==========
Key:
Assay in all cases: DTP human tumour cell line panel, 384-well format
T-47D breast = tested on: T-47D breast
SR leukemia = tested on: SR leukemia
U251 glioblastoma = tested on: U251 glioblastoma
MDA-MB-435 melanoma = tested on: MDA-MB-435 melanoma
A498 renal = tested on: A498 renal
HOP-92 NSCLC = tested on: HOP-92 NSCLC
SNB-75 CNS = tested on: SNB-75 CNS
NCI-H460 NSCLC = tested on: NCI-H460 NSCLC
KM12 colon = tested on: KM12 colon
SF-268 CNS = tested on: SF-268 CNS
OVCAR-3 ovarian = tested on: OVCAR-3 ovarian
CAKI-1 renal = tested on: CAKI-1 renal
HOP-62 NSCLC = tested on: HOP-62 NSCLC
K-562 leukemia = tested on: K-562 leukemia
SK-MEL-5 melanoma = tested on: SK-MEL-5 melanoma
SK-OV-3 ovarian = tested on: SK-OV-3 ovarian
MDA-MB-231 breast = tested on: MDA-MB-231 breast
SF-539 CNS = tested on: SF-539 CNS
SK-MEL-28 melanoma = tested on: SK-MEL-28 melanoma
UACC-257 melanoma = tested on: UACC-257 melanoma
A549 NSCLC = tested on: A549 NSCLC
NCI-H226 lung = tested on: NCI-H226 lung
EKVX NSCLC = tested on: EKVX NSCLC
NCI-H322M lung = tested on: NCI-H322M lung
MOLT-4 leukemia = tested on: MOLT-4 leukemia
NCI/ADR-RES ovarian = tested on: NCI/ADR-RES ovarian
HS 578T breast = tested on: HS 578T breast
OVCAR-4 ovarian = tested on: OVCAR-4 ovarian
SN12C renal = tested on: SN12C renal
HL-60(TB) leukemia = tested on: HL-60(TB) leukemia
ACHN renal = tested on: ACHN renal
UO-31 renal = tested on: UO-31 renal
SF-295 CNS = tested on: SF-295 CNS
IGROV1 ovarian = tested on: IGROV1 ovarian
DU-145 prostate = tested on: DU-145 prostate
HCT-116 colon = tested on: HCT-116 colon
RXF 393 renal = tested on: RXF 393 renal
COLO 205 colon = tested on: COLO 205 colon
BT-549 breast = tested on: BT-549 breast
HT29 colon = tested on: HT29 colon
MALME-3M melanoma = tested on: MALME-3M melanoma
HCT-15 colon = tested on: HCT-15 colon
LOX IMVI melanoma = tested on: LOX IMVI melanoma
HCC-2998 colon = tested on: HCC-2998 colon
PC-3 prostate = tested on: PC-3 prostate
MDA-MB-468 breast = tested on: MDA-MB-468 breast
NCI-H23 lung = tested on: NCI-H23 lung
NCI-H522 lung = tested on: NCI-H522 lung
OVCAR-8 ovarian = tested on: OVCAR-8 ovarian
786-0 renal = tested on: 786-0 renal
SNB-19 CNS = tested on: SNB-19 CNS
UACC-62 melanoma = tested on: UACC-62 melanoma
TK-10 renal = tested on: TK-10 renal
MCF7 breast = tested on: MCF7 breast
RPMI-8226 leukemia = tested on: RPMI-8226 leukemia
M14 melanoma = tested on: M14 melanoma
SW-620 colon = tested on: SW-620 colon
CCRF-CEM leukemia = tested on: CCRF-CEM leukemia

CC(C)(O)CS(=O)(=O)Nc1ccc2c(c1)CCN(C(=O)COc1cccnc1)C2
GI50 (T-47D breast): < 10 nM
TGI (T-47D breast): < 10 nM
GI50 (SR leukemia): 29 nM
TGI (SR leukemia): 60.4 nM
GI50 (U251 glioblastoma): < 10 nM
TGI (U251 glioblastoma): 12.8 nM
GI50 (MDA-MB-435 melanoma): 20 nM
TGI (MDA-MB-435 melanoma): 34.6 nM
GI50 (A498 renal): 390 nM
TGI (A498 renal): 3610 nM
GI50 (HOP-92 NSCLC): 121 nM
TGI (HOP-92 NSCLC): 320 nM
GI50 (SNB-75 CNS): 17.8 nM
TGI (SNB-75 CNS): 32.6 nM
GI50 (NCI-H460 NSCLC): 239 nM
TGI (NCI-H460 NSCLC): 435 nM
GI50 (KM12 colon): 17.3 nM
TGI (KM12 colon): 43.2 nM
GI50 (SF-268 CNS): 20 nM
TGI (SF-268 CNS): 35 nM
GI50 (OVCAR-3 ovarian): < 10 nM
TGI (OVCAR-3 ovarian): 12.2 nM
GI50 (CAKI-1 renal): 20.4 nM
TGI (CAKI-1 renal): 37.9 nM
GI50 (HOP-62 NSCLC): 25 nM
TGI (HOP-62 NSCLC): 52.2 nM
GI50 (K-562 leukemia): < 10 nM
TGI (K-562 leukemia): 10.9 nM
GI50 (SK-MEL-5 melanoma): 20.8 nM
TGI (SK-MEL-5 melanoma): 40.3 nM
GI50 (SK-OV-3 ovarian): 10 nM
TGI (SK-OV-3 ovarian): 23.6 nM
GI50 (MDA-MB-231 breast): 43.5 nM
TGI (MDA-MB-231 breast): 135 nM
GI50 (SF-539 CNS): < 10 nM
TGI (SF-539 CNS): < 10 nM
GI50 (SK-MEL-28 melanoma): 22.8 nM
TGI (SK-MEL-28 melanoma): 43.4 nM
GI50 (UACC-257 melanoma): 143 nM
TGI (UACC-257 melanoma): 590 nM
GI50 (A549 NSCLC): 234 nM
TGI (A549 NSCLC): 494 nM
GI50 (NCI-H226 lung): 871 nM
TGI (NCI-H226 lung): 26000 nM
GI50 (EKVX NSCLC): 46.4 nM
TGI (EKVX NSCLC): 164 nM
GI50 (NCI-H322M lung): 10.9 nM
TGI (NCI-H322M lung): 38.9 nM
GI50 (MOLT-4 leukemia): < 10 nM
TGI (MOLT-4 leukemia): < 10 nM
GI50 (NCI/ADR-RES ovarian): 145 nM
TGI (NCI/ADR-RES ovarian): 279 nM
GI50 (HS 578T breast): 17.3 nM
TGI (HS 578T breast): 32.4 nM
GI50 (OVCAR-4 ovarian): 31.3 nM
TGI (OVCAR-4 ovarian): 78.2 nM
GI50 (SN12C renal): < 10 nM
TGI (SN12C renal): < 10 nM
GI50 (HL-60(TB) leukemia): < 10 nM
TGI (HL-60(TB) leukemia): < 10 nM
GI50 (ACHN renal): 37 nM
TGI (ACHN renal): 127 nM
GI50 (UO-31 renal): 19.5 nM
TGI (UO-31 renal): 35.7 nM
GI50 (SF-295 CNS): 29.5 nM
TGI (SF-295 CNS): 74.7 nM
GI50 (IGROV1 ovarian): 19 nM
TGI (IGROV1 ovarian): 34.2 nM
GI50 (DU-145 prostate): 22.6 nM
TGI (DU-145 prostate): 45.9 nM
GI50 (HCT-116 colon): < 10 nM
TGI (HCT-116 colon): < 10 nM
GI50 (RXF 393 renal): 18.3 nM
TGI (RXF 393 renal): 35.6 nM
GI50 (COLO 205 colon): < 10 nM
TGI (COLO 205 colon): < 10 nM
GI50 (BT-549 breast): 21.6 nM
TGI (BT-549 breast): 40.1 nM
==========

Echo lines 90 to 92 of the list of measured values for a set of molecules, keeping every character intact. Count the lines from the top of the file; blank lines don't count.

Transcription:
GI50 (SK-MEL-5 melanoma): 20.8 nM
TGI (SK-MEL-5 melanoma): 40.3 nM
GI50 (SK-OV-3 ovarian): 10 nM